Have you seen yourself evolve as a runner?  What type of runner are you?

 

 

I Can and I Will

Training Week In Review

Monday – OFF
Tuesday – 5K (accelerations)
Wednesday – 15K easy
Thursday – 10K tempo
Friday – OFF
Saturday – 20K LSD
Sunday – 15K LSD

I think this has been my best training week so far in 2015.  Every run was good and I’m feeling healthy and strong.  Perhaps finally having some decent weather to run in has also put an extra spring in my step.  Saturday and Sunday brought snow and cold weather again, but knowing it won’t last makes it a little more tolerable.

Fundraising for the Children’s Aid Foundation is going very well.  There is a little extra bonus if you purchase a moisture wicking headband from me between March 13 and March 31, your name will automatically be entered to win this awesome mask.  mask

The mask was generously donated to me by Wasteland Artisan who created a special mask for me for an upcoming race and wanted to help me with my fundraising efforts.

Here are a few of my current favourite headbands:

rungirljustrun

Some days just get it done!

unbroken

Just keep going

Ican

Yup, do not let others bring you down

buddy

Makes me think of my coach

madhere

Thankful for all the crazies in my life!

To find out more about my fundraising efforts and to see more headband suggestions please visit: Fundraising.

Spring Freshness

Spring has finally arrived, although it’s hard to believe as the colder temperatures have returned. Knowing it cannot last helps me hang on to the spring fever I felt last week.  I’m actually feeling very good and quite happy to have survived the winter training.

Last year due to my injury my training stopped around the middle of February.   I did not get to experience the benefits of making it through winter and how it would affect my spring training efforts.  I cannot explain the sense of accomplishment that I feel.  I persevered through a minor injury that greatly impacted my confidence.   I wrestled with the fear of being injured and not knowing how to discern the severity of my aches and pains.  My injuries to date have seemingly showed up out of the blue, so how do you avoid it if you cannot see it coming?  This honestly created a very fearful mindset.

My coach had to push me past the point of where my discomfort started, both physically and mentally.  I didn’t like how I was feeling.  Looking back it felt like a slow process but it was certainly building a solid base.

I feel strong as I head into my race season.  I know I’m going to have to tap into the lessons that I learned through the winter as my mileage continues to go up.  I’m aiming to cross a number of goal races/events off my list this year and I believe my mental health is going to help me achieve these goals.

Winter training helped me learn more about myself.  It was a time to face some fears that I hadn’t realized had snuck into my life.  I realized just how tough I am mentally.  On some runs I had to deal with physical aches, mental fears and crazy winter conditions, but I laced up and did it anyways.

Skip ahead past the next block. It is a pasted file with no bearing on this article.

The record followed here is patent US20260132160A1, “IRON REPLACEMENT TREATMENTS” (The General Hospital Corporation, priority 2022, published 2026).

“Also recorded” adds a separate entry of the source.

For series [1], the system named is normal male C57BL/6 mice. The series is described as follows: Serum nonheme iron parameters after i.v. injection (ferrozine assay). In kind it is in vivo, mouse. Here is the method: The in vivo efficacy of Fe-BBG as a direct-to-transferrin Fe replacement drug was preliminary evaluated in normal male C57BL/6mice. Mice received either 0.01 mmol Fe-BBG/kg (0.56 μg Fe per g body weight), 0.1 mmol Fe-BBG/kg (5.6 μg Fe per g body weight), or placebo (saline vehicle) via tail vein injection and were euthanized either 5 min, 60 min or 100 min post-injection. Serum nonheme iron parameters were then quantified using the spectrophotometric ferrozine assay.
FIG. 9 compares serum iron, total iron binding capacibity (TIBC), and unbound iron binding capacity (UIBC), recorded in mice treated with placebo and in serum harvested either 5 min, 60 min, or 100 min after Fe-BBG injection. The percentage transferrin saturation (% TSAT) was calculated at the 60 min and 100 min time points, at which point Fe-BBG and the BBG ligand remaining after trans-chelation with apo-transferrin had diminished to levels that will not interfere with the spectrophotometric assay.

I’m so very thankful for what running does for me.  Each training run offers a chance to push harder, have fun, get lost in thought, run with friends or just keep putting one foot in front of the other until it’s over.  Even then, the feeling you get for getting it done is worth it.

This week is a taper week for me as I prepare for Around The Bay.  Having a coach means he makes the plan and I just follow. 🙂  I’m sure I will go a little crazy but I’ll use the time to think about what I want the upcoming season to look like.  Either that or I’ll get some serious spring cleaning done around the house!  Ha!

How about you?  Do you find that running has helped you overcome anything?  What do you love about running the most?

 

Running Towards Something

Training Week in Review

March 9 – March 15

Monday – OFF
Tuesday – 5K easy
Took a good 3K to warm up.  Crazy tight calves.
Wednesday – 5K easy
Calves still very tight.
Thursday – 6.5K treadmill
500m 6x with 2min. recovery between sets
Friday – OFF
Saturday – 15K
Nice and steady. Felt good.
Sunday – 30K
Ran with running group, it was a good run.   Finished the last 3K on my own.

Do you have dreams?

Maybe they are not so much dreams but perhaps personal goals to one day achieve.  How do you check something off your list?  Does it just work out for you or do you need to plan it?

For myself I think it is both, often.  I like to plan for things but often things seem to fall into place.  That doesn’t mean I don’t have to work for something, but while working towards one goal, sometimes another goal just falls into place.  Or I’ve decided to jump in and go for it even when it wasn’t part of the bigger plan when I started out.

2015 seems to be like that for me.  I had some goals I was working towards, then other, bigger, goals seemed to present themselves in such a way that I didn’t want to say no to them.  Sometimes I think we are just mad. 🙂 photo (31)